1. Employers will embrace a next-generation approach to benefits

 

In a world where the largest companies are trying to do more at the local level, businesses still struggle to implement effective benefits programs across their global branches. To get it right, they must understand the benefits practices of each location as well as the competitive environment. Consider Japan and Canada – there are not any common characteristics between these two countries. This is the norm, not the outlier, so businesses must understand that no two regions are exactly alike.

 

Legislation also plays a role, so they must be mindful of that as well. And in this increasingly digital world, enterprises are expected to offer an intuitive digital experience for employees to access their benefits.

 

There are so many different things to consider beyond basic healthcare: short- and long-term disability, life insurance, emergency out-of-country care, and so on. Many companies try to figure this out on their own, but inconsistencies can be found across the processes and procedures. This adds to the complexities enterprises face in deploying benefits programs that meet the needs of each country in which they operate.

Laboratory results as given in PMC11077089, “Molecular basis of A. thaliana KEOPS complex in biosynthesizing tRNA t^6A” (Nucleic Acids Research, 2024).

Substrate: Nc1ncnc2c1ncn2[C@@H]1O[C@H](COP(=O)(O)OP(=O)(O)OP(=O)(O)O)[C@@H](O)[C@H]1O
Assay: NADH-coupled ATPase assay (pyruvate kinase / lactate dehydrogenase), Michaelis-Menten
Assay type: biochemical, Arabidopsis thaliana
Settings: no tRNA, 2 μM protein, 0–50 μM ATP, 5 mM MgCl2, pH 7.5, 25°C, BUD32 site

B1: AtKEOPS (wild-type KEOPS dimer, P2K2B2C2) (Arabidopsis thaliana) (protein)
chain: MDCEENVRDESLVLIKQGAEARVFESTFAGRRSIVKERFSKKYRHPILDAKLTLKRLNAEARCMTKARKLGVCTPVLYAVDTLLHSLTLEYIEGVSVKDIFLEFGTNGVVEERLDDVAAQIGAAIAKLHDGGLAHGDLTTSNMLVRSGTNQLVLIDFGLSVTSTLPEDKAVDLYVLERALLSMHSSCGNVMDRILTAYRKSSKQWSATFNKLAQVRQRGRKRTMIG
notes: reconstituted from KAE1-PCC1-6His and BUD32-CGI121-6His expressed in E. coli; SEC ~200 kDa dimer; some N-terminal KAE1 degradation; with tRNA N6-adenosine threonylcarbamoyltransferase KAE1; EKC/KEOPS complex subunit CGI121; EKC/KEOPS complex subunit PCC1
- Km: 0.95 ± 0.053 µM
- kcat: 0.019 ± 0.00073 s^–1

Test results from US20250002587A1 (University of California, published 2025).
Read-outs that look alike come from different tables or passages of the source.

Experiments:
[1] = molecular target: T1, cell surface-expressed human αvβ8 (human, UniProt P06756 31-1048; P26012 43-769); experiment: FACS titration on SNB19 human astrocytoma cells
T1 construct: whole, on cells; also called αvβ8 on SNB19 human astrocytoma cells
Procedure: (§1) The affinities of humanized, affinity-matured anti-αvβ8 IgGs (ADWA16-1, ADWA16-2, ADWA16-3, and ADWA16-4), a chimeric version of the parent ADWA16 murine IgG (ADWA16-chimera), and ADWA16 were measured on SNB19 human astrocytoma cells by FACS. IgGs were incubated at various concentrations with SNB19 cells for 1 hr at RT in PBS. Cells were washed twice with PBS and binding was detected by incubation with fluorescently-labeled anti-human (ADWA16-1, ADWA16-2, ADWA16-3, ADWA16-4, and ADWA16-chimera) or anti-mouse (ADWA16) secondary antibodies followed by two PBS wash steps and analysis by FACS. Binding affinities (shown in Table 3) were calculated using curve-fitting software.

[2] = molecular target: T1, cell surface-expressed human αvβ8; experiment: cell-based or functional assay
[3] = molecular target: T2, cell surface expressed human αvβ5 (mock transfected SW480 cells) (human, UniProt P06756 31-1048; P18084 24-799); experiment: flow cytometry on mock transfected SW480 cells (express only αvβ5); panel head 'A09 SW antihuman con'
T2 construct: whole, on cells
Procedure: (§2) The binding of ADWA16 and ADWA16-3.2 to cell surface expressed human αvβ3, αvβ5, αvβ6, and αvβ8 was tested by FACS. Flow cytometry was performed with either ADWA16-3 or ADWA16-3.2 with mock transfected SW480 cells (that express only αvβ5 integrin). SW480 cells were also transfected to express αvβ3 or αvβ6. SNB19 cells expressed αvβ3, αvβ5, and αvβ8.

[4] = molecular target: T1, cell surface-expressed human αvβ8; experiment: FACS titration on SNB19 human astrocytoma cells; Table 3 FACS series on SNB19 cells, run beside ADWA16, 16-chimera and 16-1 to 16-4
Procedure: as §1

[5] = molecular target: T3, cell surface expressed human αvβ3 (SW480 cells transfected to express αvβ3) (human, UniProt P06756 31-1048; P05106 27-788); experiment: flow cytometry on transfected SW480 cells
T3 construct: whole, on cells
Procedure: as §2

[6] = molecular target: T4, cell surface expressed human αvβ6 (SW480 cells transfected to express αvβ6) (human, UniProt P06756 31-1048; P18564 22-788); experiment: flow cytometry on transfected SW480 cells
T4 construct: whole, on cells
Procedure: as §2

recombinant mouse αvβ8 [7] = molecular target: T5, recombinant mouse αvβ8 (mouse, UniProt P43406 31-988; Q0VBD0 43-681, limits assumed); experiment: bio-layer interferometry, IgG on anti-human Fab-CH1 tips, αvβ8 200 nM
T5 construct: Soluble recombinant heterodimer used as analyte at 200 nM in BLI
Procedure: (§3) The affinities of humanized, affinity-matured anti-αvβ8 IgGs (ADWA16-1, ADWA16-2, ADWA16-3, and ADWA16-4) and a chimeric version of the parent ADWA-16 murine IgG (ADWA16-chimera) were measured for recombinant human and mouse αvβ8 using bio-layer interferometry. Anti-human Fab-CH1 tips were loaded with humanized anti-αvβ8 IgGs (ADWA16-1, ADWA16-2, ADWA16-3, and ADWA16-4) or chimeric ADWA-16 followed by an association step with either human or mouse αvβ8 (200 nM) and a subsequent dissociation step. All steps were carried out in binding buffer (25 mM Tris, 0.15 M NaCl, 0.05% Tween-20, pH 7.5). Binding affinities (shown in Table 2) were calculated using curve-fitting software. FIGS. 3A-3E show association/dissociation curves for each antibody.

This will finally change in 2020 as enterprises embrace a next-generation approach to benefits management. By relying on a brilliant, consistent employee and administration experience, multinational corporations won’t have to compromise any longer. With access to steady and reliable data and insights, organizations will be prepared to make better decisions and achieve greater global oversight of compliance requirements. These are just some of the changes that will lead to a truly localized approach for multinational corporations.